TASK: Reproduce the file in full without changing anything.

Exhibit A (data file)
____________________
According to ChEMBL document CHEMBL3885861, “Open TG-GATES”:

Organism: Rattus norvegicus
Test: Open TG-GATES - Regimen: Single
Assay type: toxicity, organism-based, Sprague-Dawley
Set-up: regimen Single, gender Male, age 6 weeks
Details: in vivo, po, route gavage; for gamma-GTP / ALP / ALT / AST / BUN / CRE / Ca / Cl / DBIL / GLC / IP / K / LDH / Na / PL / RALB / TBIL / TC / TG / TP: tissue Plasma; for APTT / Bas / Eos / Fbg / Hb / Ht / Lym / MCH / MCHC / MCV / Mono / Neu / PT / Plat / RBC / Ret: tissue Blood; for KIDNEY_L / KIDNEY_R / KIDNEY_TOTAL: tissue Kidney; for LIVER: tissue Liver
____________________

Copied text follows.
According to ChEMBL document CHEMBL3885861, “Open TG-GATES”:

Organism: Rattus norvegicus
Test: Open TG-GATES - Regimen: Single
Assay type: toxicity, organism-based, Sprague-Dawley
Set-up: regimen Single, gender Male, age 6 weeks
Details: in vivo, po, route gavage; for gamma-GTP / ALP / ALT / AST / BUN / CRE / Ca / Cl / DBIL / GLC / IP / K / LDH / Na / PL / RALB / TBIL / TC / TG / TP: tissue Plasma; for APTT / Bas / Eos / Fbg / Hb / Ht / Lym / MCH / MCHC / MCV / Mono / Neu / PT / Plat / RBC / Ret: tissue Blood; for KIDNEY_L / KIDNEY_R / KIDNEY_TOTAL: tissue Kidney; for LIVER: tissue Liver